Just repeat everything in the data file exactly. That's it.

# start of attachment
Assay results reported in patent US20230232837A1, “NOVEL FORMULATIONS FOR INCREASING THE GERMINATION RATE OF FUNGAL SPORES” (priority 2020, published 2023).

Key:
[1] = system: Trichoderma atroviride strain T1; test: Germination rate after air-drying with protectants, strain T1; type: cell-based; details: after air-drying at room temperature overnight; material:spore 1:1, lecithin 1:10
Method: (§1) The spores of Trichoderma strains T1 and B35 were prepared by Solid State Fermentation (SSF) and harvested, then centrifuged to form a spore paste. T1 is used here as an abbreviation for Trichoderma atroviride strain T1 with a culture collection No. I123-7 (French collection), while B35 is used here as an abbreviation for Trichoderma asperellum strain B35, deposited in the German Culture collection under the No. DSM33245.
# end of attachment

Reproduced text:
Assay results reported in patent US20230232837A1, “NOVEL FORMULATIONS FOR INCREASING THE GERMINATION RATE OF FUNGAL SPORES” (priority 2020, published 2023).

Key:
[1] = system: Trichoderma atroviride strain T1; test: Germination rate after air-drying with protectants, strain T1; type: cell-based; details: after air-drying at room temperature overnight; material:spore 1:1, lecithin 1:10
Method: (§1) The spores of Trichoderma strains T1 and B35 were prepared by Solid State Fermentation (SSF) and harvested, then centrifuged to form a spore paste. T1 is used here as an abbreviation for Trichoderma atroviride strain T1 with a culture collection No. I123-7 (French collection), while B35 is used here as an abbreviation for Trichoderma asperellum strain B35, deposited in the German Culture collection under the No. DSM33245.